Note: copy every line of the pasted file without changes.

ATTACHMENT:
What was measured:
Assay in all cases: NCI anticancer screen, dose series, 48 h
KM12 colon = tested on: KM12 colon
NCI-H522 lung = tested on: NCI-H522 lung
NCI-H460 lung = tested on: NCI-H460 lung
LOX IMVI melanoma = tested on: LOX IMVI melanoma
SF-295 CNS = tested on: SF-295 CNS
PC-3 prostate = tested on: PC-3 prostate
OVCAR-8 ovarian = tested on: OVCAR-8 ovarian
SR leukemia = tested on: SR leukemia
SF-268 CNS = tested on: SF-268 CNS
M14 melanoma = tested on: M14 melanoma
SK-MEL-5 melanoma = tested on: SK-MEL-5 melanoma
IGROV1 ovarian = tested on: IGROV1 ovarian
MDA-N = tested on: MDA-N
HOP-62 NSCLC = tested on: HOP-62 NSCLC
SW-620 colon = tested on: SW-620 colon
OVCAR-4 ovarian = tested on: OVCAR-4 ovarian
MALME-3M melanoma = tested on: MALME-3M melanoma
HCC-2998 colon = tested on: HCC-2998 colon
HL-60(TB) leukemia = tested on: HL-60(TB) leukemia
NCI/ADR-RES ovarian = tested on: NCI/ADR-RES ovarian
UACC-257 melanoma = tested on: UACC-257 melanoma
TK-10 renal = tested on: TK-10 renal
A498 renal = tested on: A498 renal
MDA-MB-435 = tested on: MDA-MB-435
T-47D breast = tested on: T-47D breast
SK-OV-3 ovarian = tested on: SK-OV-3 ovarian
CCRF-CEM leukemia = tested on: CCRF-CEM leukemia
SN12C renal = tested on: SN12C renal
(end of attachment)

What was measured:
Assay in all cases: NCI anticancer screen, dose series, 48 h
KM12 colon = tested on: KM12 colon
NCI-H522 lung = tested on: NCI-H522 lung
NCI-H460 lung = tested on: NCI-H460 lung
LOX IMVI melanoma = tested on: LOX IMVI melanoma
SF-295 CNS = tested on: SF-295 CNS
PC-3 prostate = tested on: PC-3 prostate
OVCAR-8 ovarian = tested on: OVCAR-8 ovarian
SR leukemia = tested on: SR leukemia
SF-268 CNS = tested on: SF-268 CNS
M14 melanoma = tested on: M14 melanoma
SK-MEL-5 melanoma = tested on: SK-MEL-5 melanoma
IGROV1 ovarian = tested on: IGROV1 ovarian
MDA-N = tested on: MDA-N
HOP-62 NSCLC = tested on: HOP-62 NSCLC
SW-620 colon = tested on: SW-620 colon
OVCAR-4 ovarian = tested on: OVCAR-4 ovarian
MALME-3M melanoma = tested on: MALME-3M melanoma
HCC-2998 colon = tested on: HCC-2998 colon
HL-60(TB) leukemia = tested on: HL-60(TB) leukemia
NCI/ADR-RES ovarian = tested on: NCI/ADR-RES ovarian
UACC-257 melanoma = tested on: UACC-257 melanoma
TK-10 renal = tested on: TK-10 renal
A498 renal = tested on: A498 renal
MDA-MB-435 = tested on: MDA-MB-435
T-47D breast = tested on: T-47D breast
SK-OV-3 ovarian = tested on: SK-OV-3 ovarian
CCRF-CEM leukemia = tested on: CCRF-CEM leukemia
SN12C renal = tested on: SN12C renal